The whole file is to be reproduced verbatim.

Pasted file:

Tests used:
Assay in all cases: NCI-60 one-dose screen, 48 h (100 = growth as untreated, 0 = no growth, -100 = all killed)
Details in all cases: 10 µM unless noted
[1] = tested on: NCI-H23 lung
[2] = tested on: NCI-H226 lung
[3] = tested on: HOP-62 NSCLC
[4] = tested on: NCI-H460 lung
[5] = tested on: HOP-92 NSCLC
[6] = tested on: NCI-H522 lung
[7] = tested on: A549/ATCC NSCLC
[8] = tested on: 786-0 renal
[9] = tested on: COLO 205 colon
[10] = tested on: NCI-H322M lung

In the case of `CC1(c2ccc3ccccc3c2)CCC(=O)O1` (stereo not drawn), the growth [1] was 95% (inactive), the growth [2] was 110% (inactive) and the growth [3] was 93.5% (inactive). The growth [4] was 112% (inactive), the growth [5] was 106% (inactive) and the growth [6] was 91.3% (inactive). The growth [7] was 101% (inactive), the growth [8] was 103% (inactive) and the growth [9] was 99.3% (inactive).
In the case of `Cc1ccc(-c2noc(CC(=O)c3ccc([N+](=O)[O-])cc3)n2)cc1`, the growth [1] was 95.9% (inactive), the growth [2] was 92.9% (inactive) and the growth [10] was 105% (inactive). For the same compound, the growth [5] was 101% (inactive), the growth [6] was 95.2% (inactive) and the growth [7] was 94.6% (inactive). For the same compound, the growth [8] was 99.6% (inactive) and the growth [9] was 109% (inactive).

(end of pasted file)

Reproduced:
Tests used:
Assay in all cases: NCI-60 one-dose screen, 48 h (100 = growth as untreated, 0 = no growth, -100 = all killed)
Details in all cases: 10 µM unless noted
[1] = tested on: NCI-H23 lung
[2] = tested on: NCI-H226 lung
[3] = tested on: HOP-62 NSCLC
[4] = tested on: NCI-H460 lung
[5] = tested on: HOP-92 NSCLC
[6] = tested on: NCI-H522 lung
[7] = tested on: A549/ATCC NSCLC
[8] = tested on: 786-0 renal
[9] = tested on: COLO 205 colon
[10] = tested on: NCI-H322M lung

In the case of `CC1(c2ccc3ccccc3c2)CCC(=O)O1` (stereo not drawn), the growth [1] was 95% (inactive), the growth [2] was 110% (inactive) and the growth [3] was 93.5% (inactive). The growth [4] was 112% (inactive), the growth [5] was 106% (inactive) and the growth [6] was 91.3% (inactive). The growth [7] was 101% (inactive), the growth [8] was 103% (inactive) and the growth [9] was 99.3% (inactive).
In the case of `Cc1ccc(-c2noc(CC(=O)c3ccc([N+](=O)[O-])cc3)n2)cc1`, the growth [1] was 95.9% (inactive), the growth [2] was 92.9% (inactive) and the growth [10] was 105% (inactive). For the same compound, the growth [5] was 101% (inactive), the growth [6] was 95.2% (inactive) and the growth [7] was 94.6% (inactive). For the same compound, the growth [8] was 99.6% (inactive) and the growth [9] was 109% (inactive).